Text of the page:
17. It is also not in dispute that the State Government in exercise of its rule making power conferred upon it under Section 895 of the Adhiniyam has made rules known as 'M.P. Development Authority Services (Officers and Servants) Recruitment Rules, 1987.
18. The posts of Sub Engineers in which the Appellants were appointed, it is nobody's case, were sanctioned ones. Concededly, the Respondent Authority before making any appointment neither intimated the Employment Exchange about the existing vacancies, if any, nor issued any advertisement in relation thereto. Indisputably, the conditions precedent for appointment of the officers and servants of the Authority, as contained in the Service Rules had not been complied with. The appointments of the Appellants were, therefore, void ab initio being opposed to public policy as also violative of Articles 14 and 16 of the Constitution of India.
19. The question, therefore, which arises for consideration is as to whether they could lay a valid claim for regularization of their services. The answer thereto must be rendered in negative. Regularisation cannot be claimed as a matter of right. An illegal appointment cannot be legalized by taking recourse to regularization. What can be regularized is an irregularity and not an illegality. The Constitutional Scheme which the country has adopted does not contemplate any backdoor appointment. A State before offering public service to a person must comply with the constitutional requirements of Articles 14 and 16 of the Constitution. All actions of the State must conform to the constitutional requirements. A daily wager in absence of a statutory provision in this behalf would not be entitled to regularization. (See State of U.P. and others vs. Ajay Kumar (1997) 4 SCC 88, Jawaharlal Nehru Krishi Viswa Vidyalaya, Jabalpur, M.P. vs. Bal Kishan Soni and others (1997) 5 SCC 86).
20. In Hindustan Shipyard Ltd. and others vs. Dr. P. Sambasiva Rao and others (1996) 7 SCC 499), a Division Bench of this Court observed:
"10. The process of regularization involves regular appointment which can be done only in accordance with the prescribed procedure. Having regard to the rules which have been made by the appellant-Corporation, regular appointment on the post of medical officer can only be made after the duly constituted Selection Committee has found the person suitable for such appointment..."
21. In A. Umarani vs. Registrar, Cooperative Societies and others (JT 2004 (6) SC 110), a three-Judge Bench of this Court of which we were members upon taking into consideration a large number of decisions held:
"Although we do not intend to express any opinion as to whether the cooperative society is a 'State' within the meaning of Article 12 of the Constitution of India but it is beyond any cavil of doubt that the writ petition will be maintainable when the action of the cooperative society is violative of mandatory statutory provisions. In this case except the Nodal Centre functions and supervision of the cooperative society, the State has no administrative control over its day to day affairs. The State has not created any post nor they could do so on their own. The State has not borne any part of the financial burden. It was, therefore, impermissible for the State to direct regularization of the services of the employees of the cooperative societies. Such an order cannot be upheld also on the ground that the employees allegedly served the cooperative societies for a long time."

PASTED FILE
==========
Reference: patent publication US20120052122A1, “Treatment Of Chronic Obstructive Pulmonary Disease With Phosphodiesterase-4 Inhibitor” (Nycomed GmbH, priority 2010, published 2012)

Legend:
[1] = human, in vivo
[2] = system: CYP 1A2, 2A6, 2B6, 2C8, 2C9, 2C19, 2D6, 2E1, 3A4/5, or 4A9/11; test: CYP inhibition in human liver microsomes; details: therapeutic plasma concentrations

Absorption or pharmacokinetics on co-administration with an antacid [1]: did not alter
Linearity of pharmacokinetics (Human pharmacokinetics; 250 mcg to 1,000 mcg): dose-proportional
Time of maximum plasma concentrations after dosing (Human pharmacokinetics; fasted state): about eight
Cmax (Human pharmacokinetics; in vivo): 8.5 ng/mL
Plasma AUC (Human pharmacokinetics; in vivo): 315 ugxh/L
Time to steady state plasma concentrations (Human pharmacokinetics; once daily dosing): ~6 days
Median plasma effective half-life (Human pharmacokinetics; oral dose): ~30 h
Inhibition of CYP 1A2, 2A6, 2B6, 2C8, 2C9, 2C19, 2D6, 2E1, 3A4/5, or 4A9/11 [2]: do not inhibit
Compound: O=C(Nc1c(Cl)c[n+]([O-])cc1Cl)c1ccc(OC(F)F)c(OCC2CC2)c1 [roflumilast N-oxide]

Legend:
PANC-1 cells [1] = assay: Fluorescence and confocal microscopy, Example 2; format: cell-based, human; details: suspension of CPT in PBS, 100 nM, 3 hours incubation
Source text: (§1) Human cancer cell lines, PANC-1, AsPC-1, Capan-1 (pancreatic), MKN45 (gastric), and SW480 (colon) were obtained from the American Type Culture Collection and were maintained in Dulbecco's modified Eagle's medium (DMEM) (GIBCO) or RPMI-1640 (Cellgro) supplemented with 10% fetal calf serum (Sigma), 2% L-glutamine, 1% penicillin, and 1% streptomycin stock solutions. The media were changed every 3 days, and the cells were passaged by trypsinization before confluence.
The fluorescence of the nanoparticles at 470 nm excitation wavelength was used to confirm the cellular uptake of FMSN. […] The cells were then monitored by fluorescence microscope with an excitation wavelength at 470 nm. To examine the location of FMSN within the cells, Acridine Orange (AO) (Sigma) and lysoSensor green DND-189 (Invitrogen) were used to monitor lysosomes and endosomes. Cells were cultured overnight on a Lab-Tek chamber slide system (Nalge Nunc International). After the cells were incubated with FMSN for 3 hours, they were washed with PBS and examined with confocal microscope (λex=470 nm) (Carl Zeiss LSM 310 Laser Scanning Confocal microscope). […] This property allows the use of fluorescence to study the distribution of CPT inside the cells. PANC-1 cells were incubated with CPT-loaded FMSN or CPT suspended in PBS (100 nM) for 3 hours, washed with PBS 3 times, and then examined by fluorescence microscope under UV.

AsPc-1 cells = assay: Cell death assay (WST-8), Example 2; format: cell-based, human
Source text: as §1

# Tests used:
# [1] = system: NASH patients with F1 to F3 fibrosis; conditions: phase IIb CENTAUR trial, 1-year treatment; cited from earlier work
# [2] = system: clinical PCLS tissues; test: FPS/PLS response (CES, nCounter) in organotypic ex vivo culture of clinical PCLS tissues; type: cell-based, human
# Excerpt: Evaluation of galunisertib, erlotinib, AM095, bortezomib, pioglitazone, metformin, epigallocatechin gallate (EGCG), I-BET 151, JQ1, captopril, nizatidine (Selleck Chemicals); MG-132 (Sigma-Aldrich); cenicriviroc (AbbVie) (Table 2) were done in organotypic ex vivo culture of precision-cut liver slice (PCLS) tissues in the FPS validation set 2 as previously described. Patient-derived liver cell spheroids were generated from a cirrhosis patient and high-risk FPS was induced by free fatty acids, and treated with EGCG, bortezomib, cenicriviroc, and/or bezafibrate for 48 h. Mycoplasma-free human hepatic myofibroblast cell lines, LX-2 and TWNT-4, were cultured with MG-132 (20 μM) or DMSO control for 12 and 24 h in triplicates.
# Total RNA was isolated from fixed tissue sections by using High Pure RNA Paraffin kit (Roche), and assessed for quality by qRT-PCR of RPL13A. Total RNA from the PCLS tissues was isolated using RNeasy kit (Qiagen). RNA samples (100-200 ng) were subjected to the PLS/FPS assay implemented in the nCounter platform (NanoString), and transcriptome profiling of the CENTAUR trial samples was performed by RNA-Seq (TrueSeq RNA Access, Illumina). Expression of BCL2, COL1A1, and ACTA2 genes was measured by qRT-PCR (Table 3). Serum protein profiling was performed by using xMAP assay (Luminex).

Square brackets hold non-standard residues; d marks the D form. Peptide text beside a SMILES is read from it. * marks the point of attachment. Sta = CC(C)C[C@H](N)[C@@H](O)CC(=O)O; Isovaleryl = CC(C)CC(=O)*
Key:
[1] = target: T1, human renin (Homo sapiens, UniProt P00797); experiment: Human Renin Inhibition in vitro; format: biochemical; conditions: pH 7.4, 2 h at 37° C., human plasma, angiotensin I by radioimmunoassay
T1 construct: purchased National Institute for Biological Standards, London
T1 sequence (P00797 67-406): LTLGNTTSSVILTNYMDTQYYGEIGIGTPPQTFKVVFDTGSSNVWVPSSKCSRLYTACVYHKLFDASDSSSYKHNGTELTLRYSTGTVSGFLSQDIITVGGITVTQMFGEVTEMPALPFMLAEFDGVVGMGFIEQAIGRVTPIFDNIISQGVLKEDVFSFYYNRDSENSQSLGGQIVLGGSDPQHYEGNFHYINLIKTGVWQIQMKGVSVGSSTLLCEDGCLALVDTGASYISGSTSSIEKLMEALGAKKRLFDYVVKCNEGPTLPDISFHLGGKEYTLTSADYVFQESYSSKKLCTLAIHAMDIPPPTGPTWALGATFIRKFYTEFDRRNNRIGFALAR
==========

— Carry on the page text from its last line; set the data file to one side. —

22. Yet recently in Pankaj Gupta and others etc. vs. State of Jammu and Kashmir and others (JT 2004 (8) SC 531), a Division Bench of this Court opined:
"No person illegally appointed or appointed without following the procedure prescribed under the law, is entitled to claim that he should be continued in service. In this situation, we see no reason to interfere with the impugned order. The appointees have no right for regularization in the service because of the erroneous procedure adopted by the concerned authority in appointing such persons..."
CASE LAW RELIED UPON BY THE APPELLANT:
23. In Dr. A.K. Jain and others etc. vs. Union of India and others (1987) (Supp.) SCC 497), this Court did not lay down any law. It was, in fact, held that as the Petitioners therein were not regularized in accordance with the prescribed rules and regulations for regular appointments, their services had to be terminated and as such there had been either any arbitrary nor illegal action on the part of the respondents nor any violation of the Fundamental Rights guaranteed under Articles 14 and 16. However, having regard to the facts and circumstances of the said case, some directions were issued presumably in terms of Article 142 of the Constitution.
24. In Hindustan Shipyard Ltd. (supra) this Court also distinguished the said decision.
25. In Niadar and another vs. Delhi Administration and another (1992) 4 SCC 112), again no law has been laid down. It appears that there existed a scheme for regularization and some directions were issued in terms thereof. The said decisions, thus, are of no assistance in this case.
Application of the Act and the Rules:
26. The 1961 Act was enacted to provide for rules defining with sufficient precision in certain matters the conditions of employment of employees in undertakings in the State of Madhya Pradesh. By reason of the provisions of the said Act, application of Standard Standing Orders to undertakings has been provided in terms whereof the matters to be provided in the Standard Standing Orders have been specified. Under sub-section (1) of Section 6, the State Government may, by notification, apply Standard Standing Orders to such class of undertaking and from such date as may be specified therein. Sub-section (2) of Section 6 reads as under:
"Where immediately before the commencement of this Act standing order are in force in respect of any undertaking, such standing orders shall, until standard standing orders are applied to such undertaking under sub-section (1) continue in force as if they were made under this Act."